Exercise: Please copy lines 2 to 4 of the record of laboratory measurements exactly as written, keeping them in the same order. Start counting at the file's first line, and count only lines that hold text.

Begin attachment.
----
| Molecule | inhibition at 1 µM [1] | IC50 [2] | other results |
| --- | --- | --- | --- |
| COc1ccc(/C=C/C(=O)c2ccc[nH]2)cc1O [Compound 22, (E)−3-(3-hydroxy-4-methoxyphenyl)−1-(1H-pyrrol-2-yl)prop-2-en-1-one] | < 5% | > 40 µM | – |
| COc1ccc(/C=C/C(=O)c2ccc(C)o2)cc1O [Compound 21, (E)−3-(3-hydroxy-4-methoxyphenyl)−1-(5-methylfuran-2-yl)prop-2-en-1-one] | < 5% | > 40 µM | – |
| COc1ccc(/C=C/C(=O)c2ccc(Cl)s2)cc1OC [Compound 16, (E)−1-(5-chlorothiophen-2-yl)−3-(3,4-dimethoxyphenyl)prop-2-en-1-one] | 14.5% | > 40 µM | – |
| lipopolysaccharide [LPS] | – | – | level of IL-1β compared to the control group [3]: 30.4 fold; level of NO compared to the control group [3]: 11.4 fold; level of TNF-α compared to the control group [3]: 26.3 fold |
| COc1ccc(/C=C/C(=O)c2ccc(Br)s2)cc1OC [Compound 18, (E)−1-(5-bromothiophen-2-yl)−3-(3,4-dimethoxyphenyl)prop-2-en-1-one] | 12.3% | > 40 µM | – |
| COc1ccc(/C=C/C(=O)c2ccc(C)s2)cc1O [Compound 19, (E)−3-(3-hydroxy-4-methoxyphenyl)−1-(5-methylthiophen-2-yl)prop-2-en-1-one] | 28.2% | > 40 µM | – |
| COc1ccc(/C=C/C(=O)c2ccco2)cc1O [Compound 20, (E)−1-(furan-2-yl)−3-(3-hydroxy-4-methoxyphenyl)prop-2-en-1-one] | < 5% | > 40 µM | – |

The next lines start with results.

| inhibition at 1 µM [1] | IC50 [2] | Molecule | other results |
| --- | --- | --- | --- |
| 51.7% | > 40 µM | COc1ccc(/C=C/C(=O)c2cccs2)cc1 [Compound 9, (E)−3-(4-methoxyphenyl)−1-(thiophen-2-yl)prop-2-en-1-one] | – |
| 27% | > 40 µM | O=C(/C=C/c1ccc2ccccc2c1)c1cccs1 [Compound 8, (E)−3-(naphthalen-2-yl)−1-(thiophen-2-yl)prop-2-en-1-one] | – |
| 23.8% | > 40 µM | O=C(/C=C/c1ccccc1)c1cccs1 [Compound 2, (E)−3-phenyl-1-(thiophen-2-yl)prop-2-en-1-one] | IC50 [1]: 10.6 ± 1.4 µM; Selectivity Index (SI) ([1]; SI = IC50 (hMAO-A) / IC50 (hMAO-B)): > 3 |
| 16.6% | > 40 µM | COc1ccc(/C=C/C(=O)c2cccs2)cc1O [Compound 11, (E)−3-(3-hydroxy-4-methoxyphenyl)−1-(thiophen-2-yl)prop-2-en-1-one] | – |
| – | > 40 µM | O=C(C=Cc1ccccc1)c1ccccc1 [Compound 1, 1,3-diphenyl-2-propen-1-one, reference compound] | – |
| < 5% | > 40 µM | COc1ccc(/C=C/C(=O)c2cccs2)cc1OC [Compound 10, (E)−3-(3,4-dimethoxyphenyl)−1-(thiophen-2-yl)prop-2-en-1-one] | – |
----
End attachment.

| --- | --- | --- | --- |
| COc1ccc(/C=C/C(=O)c2ccc[nH]2)cc1O [Compound 22, (E)−3-(3-hydroxy-4-methoxyphenyl)−1-(1H-pyrrol-2-yl)prop-2-en-1-one] | < 5% | > 40 µM | – |
| COc1ccc(/C=C/C(=O)c2ccc(C)o2)cc1O [Compound 21, (E)−3-(3-hydroxy-4-methoxyphenyl)−1-(5-methylfuran-2-yl)prop-2-en-1-one] | < 5% | > 40 µM | – |